“Here’s how you catch them!” Rhonda (a guest) was down on her knees in the lawn, setting a gopher trap just so. “It’s best if you cover the hole again with a board so they don’t see sunlight and realize their tunnel’s been messed with.” She rummaged around to find the right size board from a stack leaning against the back side of my well house. I’ll mention right here that gopher hunters have differing opinions on this. Some say it’s important to cover the hole; others say you should let the sun shine in so the gopher will approach and cover it up (being trapped at the same time). My neighbor Cathy was strolling down the road to the post office and saw my husband and I on the ground with Rhonda. “Here’s how I do it,” Cathy said, setting another trap. “I have them all over my pear orchard.” My husband was only partly engaged in this conversation, being only a reluctant gopher-ist. But I had urged him to learn this task, since I remained too clumsy to set the traps without catching my thumbs in them. In the morning, we had caught two gophers. Yippee!
“This is really what they want to do, believe me!” Three wives sat at their ease on my porch after breakfast, while their husbands looked over my shoulder at my “handyman list” kept on my computer. “I’m not going to have guests doing handyman chores!” I protested. “They’re going to go around on their own looking for things to do if you don’t direct them. This is what they do everyday at home, putter.” So, Bill tackled the loose faucet at the sink, and Glen and Hugh got a ladder out of the garage to hang one of my quilts. The women came upstairs to judge whether the quilt hung true and if its position looked right. My husband had died unexpectedly and suddenly two weeks previously. This was their way of helping me cope. This was when I invented the phrase “reverse guests.”
Two neighbors dropped by Rumsey House a couple of nights ago and we were sitting on the porch in the cool evening, drinking red wine and rocking in our chairs overlooking my orchard. Dusk hovered among the trees, a bat fluttered by, I swatted at a gnat. My two Peking Ducks heard our voices and came near, chattering in their duckish voices as they dabbled in the grass for bugs.
“I had ducks once,” Cairo commented. “But they became too tame.”
“Yeah, what do you mean?” asked Leah.
“I mean, they thought I was their mother and wanted me near them all the time. If I was anywhere they could see me, they were happy. But the minute I went inside, they would start hollering for me. It got to be horrible. All that loud quacking.”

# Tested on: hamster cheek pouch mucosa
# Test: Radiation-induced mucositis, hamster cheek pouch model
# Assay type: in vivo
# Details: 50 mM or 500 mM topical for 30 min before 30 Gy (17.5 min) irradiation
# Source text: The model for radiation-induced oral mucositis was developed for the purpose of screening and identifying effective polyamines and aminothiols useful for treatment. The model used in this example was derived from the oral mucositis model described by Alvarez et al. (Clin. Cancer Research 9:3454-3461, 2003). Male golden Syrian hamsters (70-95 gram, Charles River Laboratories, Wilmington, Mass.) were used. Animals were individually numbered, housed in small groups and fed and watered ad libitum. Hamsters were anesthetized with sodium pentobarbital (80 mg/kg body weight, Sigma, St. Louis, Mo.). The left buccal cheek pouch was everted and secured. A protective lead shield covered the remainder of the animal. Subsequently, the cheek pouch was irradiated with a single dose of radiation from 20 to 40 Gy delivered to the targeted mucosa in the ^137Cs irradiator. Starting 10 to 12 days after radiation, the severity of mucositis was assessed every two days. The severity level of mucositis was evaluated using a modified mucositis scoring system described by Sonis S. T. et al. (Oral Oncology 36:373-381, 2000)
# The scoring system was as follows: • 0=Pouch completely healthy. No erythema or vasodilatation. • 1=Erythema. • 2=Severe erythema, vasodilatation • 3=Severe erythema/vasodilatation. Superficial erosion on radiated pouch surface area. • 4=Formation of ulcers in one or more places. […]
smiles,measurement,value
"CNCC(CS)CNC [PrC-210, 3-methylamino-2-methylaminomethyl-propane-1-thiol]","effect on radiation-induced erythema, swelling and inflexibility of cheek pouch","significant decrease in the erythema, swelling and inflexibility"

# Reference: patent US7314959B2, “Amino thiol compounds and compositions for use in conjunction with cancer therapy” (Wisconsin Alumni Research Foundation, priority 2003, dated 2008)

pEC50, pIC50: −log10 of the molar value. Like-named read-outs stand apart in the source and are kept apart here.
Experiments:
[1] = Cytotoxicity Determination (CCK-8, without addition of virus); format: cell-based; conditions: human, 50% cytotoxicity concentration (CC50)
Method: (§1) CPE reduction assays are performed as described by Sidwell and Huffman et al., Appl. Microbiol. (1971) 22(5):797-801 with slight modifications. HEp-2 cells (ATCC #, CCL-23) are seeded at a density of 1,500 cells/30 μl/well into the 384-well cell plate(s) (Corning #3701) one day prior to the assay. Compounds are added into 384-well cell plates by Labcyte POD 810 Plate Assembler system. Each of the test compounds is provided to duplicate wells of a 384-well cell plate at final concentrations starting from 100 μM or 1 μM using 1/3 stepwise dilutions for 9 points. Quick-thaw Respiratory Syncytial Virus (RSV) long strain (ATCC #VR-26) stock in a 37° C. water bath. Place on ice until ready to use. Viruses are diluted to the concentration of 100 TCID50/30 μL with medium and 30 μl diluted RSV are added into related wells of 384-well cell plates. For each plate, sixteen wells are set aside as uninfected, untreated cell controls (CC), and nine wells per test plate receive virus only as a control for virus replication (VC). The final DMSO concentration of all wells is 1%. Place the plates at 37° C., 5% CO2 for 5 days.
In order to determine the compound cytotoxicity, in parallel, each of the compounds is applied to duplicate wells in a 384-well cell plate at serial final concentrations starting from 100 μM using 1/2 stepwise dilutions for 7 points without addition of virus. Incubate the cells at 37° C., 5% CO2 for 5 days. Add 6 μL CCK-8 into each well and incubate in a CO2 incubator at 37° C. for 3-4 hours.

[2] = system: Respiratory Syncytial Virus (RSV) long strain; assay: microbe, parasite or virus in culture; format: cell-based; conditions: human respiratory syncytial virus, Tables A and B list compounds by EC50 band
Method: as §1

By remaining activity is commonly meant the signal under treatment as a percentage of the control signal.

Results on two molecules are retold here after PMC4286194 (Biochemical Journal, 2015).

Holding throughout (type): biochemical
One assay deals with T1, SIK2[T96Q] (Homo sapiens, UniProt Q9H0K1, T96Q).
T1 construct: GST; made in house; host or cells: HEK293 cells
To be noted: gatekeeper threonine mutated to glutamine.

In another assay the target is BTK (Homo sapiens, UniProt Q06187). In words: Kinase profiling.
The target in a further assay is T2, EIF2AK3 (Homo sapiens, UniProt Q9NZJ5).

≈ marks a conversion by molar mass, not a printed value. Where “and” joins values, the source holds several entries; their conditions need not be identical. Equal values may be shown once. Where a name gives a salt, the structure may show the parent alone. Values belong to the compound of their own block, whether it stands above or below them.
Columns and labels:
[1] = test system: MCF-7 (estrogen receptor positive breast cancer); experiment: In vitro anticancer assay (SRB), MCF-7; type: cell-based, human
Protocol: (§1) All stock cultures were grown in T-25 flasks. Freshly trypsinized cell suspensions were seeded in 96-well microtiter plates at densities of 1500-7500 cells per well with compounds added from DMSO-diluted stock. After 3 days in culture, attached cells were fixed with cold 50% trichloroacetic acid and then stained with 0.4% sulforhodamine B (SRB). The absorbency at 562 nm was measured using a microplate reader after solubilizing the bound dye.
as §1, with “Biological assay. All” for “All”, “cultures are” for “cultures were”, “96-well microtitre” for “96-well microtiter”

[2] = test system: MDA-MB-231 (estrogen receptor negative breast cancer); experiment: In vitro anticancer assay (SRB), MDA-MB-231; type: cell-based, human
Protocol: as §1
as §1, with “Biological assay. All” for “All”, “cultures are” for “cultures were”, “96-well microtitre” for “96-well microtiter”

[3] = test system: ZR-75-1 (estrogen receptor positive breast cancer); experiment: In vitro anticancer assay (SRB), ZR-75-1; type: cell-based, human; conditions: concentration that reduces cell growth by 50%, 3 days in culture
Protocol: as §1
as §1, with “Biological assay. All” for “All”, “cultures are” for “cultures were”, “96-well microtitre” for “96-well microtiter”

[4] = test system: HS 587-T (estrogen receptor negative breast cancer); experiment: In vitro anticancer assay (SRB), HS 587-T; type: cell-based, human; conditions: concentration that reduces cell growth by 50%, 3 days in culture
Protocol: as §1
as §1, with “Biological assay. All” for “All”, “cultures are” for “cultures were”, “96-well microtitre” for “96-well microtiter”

“Hmmm,” I murmured.
“But then I had an idea. Well, actually, it was Jenny – you probably don’t know her, she moved away a few years ago – who had the idea. She had given her daughter a giant Barbie doll one year. This Barbie was 4 feet high! Can you imagine?”
We other two leaned forward in our chairs.
“So, I borrowed this giant Barbie and I leaned it out in the yard where the ducks could see her. Then I walked away into the house. The ducks never missed me. As long as that damn Barbie stood there, they were happy!”
I love that story. I’ve had my Peking ducks for several years and they definitely associate me with safety, but I’ve never had to use a doll to keep them quiet. They keep me company whenever I’m weeding, dabbling near my feet. As soon as it gets dark, they return to their pen and I roll a log against their door so raccoons can’t get in. The latch on the gate is too stiff to work properly. When I go jogging at night, I pass their pen and they quack happily at me.
My friend Greg was helping me fix my stove when he noticed a historical print of the Capay Valley on my wall.
“I’m also interested in Capay Valley history,” he said as he looked closer at the print. Captain D.C. Rumsey’s farm was illustrated in a lithograph. My town, Rumsey, was named after him (his title was honorary, dating from a stint in the county militia). “You know his farm was right across the road from where you live now, in the old walnut orchard.”
“Do you know about the Rumsey Schoolhouse?” he asked. I knew it was still standing in our little town. It has been converted into a home near the crossroads.
“Well, maybe you don’t know how it got moved to its present location: it used to be down at the S-curve (local landmark that I call the drunkard’s curve) and was shared by Guinda and Rumsey. But the parents got into a fight about evolution and tempers rose. One night the parents at Rumsey went down there and up-and-moved the entire schoolhouse to Rumsey, rather than share the school with the backwards people in Guinda. The next morning it was just … gone!”
I’d heard about the midnight raid on the school before but had never known the cause. To this day, people in the lower end of the valley accuse Rumsey-ites of being too liberal.
Greg went on to say that he had explored the school just after it closed (in our lifetime). “There were three different bathrooms behind the school. Three! One for whites, one for blacks, and one for Indians.”
I guess the folk in Rumsey weren’t as enlightened as I like to think. Our valley is home to Wintun/Patwin Native Americans and I knew there had once been a settlement called “Nigger Heaven” in the hills overlooking Capay Valley. (This was the name given by the black residents. They called Guinda “Irish Hell.”) I did not know black students attended Rumsey schools.
NOTE: the photo in this post is not the Rumsey Schoolhouse. I couldn’t find an online photo of it. The photo shows another schoolhouse in our valley, still standing.
Earlier this week I was in southern California exploring national forests and the little towns scattered throughout. In one village, a vacant site was full of wild yucca plants, all abloom. I stopped my car by the side of the road and went out to gather. That evening I tossed the beautiful white blossoms with freshly picked tomatoes and viniagrette – wonderful! I reserved the unopened blooms for sauteeing with greens for breakfast which I will serve guests this weekend.